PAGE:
Mold is viewed as a four-letter bad word to most homeowners. Between watching HGTV, the news or hearing of a neighbor that has dealt with mold issues, we get calls from homeowners all the time inquiring about mold growth. A question that is most asked is where do I look for mold in my home? While mold/microbial growth can occur in any area of your home where moisture or high humidity is present, I have narrowed it down to two main locations to look for potential growth.
Go Down Below
The first place I advise people to look for microbial growth is in their basement or crawlspace. Building science experts claim up to 50% of your indoor air comes directly from your basement or crawlspace. Areas that are located close to or underground are likely to be exposed to moisture. Western Pennsylvania is home to incredibly old structures. On a weekly basis Mold Medics assesses homes and building that were constructed in the late 1800’s and early 1900’s. The foundations of these buildings are often made of sandstone or fieldstone. Waterproofing these basement areas was probably not a main concern when they were built.
Even newer homes are subject foundation issues. Settling, poor grading, clogged gutters and defective downspouts do not discriminate on the age of the home. Our region has seen heavy rains the last few years and with that comes more moisture in the ground. The excessive ground moisture can seep into basements and crawlspaces. This seepage can lead to a raising of humidity levels or wet building materials and contents.
Common places to check in basement areas are the corners, along the bottoms of all walls and the ceiling joists. Using a flashlight or the light on your phone, shine the light across surfaces. By holding the light perpendicular to the surface, you can uncover surface growth on varies building materials or contents. If any moisture is entering your basement or crawlspace and is not drying fast, you will most likely have some amount of growth.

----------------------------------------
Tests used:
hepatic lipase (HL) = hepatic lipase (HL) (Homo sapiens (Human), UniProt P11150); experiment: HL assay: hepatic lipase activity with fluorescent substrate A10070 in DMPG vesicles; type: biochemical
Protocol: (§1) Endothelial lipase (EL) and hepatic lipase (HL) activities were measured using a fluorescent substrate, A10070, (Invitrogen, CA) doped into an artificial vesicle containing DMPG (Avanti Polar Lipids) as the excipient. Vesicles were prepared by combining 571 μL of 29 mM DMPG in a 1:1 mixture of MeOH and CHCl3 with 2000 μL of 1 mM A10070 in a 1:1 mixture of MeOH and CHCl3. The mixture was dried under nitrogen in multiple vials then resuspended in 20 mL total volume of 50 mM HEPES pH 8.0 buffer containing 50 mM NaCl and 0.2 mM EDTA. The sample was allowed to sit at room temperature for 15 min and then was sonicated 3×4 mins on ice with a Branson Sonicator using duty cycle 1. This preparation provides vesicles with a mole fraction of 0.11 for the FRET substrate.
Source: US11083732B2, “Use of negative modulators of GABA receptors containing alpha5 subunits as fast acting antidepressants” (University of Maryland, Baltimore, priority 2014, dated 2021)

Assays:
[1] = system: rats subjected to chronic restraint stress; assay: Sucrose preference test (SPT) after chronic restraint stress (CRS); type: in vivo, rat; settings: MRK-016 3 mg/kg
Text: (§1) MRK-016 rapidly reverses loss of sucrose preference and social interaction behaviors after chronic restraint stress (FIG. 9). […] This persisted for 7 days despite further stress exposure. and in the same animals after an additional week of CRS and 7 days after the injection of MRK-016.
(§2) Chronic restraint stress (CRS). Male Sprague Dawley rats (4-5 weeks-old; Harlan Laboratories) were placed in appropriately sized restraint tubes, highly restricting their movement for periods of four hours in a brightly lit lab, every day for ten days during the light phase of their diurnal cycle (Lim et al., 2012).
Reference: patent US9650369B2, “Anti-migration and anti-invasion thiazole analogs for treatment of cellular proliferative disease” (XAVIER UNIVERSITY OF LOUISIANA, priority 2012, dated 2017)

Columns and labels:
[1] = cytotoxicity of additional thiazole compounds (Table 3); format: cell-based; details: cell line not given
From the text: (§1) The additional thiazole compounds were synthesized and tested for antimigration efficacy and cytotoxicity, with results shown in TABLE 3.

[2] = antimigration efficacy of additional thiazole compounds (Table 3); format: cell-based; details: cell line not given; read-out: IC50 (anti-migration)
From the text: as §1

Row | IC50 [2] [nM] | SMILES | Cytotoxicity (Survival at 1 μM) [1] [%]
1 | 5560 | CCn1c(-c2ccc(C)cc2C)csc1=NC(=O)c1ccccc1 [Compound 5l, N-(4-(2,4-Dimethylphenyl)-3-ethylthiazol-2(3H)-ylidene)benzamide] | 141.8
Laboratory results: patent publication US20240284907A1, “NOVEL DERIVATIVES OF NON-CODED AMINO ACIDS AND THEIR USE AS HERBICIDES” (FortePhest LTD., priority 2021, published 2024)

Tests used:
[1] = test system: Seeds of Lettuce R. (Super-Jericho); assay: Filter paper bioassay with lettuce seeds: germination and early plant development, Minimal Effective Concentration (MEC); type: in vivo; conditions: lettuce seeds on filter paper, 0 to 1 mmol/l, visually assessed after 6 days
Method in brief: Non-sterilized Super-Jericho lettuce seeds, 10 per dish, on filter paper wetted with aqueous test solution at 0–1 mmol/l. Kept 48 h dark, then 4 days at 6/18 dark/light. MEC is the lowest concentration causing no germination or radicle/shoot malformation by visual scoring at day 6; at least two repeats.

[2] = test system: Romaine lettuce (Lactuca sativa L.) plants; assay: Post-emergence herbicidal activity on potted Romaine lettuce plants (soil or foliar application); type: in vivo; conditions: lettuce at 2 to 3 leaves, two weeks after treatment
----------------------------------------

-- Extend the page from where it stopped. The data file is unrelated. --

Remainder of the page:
Look Up High
Another place I always tell clients to look for potential growth is in the attic. Just as air rises from your basement and makes up a significant portion of your indoor air, your attic receives a lot of air from inside your home. Your home is like a chimney, air rises. This phenomenon is called the Stack effect.
Ideally your attic space is perfectly air sealed and properly insulated. This just is not the reality and I have yet to assess an attic that has been properly sealed. Pull down attic accesses, canister lights, chimneys, plumbing stacks and several other penetrations allow air to enter the attic space. When this thermal barrier is breached problems occur. Warm moist air from inside the home rises and escapes into the attic area. The attic area is typically not conditioned and is cold (as it should be). When warm moist air meets a cold environment, moisture is created. Think amount a cold beer or soda can in summer and the condensation that occurs when you sit it out on a hot day. When temperature differentials occur, moisture develops.
Specifically, in the North East where we are located, we see issues in late fall, winter and early spring. We get a spike in calls every year during this time frame. Homeowners enter the attic to access holiday decorations that are stored in the attic. Upon entering the space frost or moisture is observed. Nails with frost, wet sheathing and drip marks on insulation are all signs that warm moist air is leaking into your attic space. Warm air entering the attic can also heat the roof and melt snow that is setting on the exterior. This melting of the snow can cause a phenomenon known as ice damming. Icicles are a great indicator this is happening. All these issues can cause microbial growth or rot.
Water World: Bonus Locations
Any area in your home were moisture is located has a potential for microbial growth. Check all bathroom areas. Assess grout and caulking in your shower or bathtubs. Open and look under all sink to ensure pipes are not leaking. Check under your kitchen sink as well. Laundry areas are a notorious source of moisture and microbial growth. Check your washer’s drainpipe and your dryers exhaust vent. There is no life without water. Check all areas of your home where water exists for potential mold growth.
1 thought on “Where Do I Look For Mold In My Home?”
It’s great that you explained that the first place to look for mold in your home is in the crawlspace. I would imagine that since the crawlspace is closest to the ground, there is probably more moisture coming through the dirt and getting into your home. Where there is more moisture, you are definitely going to find more mold and mildew.
Comments are closed.